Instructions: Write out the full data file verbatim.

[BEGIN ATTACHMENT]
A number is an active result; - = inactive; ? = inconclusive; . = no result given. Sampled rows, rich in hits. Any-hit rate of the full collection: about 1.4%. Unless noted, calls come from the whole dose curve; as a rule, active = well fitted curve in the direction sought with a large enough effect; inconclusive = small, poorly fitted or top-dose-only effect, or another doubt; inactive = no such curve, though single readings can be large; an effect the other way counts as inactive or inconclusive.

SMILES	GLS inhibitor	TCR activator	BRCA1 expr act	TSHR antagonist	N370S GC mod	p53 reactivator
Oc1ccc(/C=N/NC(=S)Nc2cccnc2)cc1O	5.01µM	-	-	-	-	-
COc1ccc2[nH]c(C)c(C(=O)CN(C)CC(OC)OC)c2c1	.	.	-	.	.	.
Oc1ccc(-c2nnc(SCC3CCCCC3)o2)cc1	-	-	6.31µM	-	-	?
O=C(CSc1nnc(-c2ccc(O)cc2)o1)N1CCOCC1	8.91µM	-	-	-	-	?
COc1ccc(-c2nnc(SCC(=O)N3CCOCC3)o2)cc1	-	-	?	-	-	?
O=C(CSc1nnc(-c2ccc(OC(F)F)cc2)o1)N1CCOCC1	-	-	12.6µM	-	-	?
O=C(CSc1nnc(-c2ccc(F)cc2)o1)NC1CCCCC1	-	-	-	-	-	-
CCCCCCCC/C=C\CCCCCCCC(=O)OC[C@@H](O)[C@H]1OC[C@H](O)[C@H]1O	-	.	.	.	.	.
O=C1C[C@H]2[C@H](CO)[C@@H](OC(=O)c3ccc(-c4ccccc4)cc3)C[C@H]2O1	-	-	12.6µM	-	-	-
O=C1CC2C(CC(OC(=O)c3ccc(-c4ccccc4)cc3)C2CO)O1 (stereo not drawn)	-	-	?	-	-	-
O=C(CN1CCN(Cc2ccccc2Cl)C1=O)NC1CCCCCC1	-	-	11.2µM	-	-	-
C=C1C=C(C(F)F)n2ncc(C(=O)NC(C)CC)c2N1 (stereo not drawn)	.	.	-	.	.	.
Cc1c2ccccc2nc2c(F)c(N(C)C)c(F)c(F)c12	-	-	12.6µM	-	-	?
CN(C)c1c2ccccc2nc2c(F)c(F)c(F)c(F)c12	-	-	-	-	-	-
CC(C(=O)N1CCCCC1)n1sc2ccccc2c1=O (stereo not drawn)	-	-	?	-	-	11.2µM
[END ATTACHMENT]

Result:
A number is an active result; - = inactive; ? = inconclusive; . = no result given. Sampled rows, rich in hits. Any-hit rate of the full collection: about 1.4%. Unless noted, calls come from the whole dose curve; as a rule, active = well fitted curve in the direction sought with a large enough effect; inconclusive = small, poorly fitted or top-dose-only effect, or another doubt; inactive = no such curve, though single readings can be large; an effect the other way counts as inactive or inconclusive.

SMILES	GLS inhibitor	TCR activator	BRCA1 expr act	TSHR antagonist	N370S GC mod	p53 reactivator
Oc1ccc(/C=N/NC(=S)Nc2cccnc2)cc1O	5.01µM	-	-	-	-	-
COc1ccc2[nH]c(C)c(C(=O)CN(C)CC(OC)OC)c2c1	.	.	-	.	.	.
Oc1ccc(-c2nnc(SCC3CCCCC3)o2)cc1	-	-	6.31µM	-	-	?
O=C(CSc1nnc(-c2ccc(O)cc2)o1)N1CCOCC1	8.91µM	-	-	-	-	?
COc1ccc(-c2nnc(SCC(=O)N3CCOCC3)o2)cc1	-	-	?	-	-	?
O=C(CSc1nnc(-c2ccc(OC(F)F)cc2)o1)N1CCOCC1	-	-	12.6µM	-	-	?
O=C(CSc1nnc(-c2ccc(F)cc2)o1)NC1CCCCC1	-	-	-	-	-	-
CCCCCCCC/C=C\CCCCCCCC(=O)OC[C@@H](O)[C@H]1OC[C@H](O)[C@H]1O	-	.	.	.	.	.
O=C1C[C@H]2[C@H](CO)[C@@H](OC(=O)c3ccc(-c4ccccc4)cc3)C[C@H]2O1	-	-	12.6µM	-	-	-
O=C1CC2C(CC(OC(=O)c3ccc(-c4ccccc4)cc3)C2CO)O1 (stereo not drawn)	-	-	?	-	-	-
O=C(CN1CCN(Cc2ccccc2Cl)C1=O)NC1CCCCCC1	-	-	11.2µM	-	-	-
C=C1C=C(C(F)F)n2ncc(C(=O)NC(C)CC)c2N1 (stereo not drawn)	.	.	-	.	.	.
Cc1c2ccccc2nc2c(F)c(N(C)C)c(F)c(F)c12	-	-	12.6µM	-	-	?
CN(C)c1c2ccccc2nc2c(F)c(F)c(F)c(F)c12	-	-	-	-	-	-
CC(C(=O)N1CCCCC1)n1sc2ccccc2c1=O (stereo not drawn)	-	-	?	-	-	11.2µM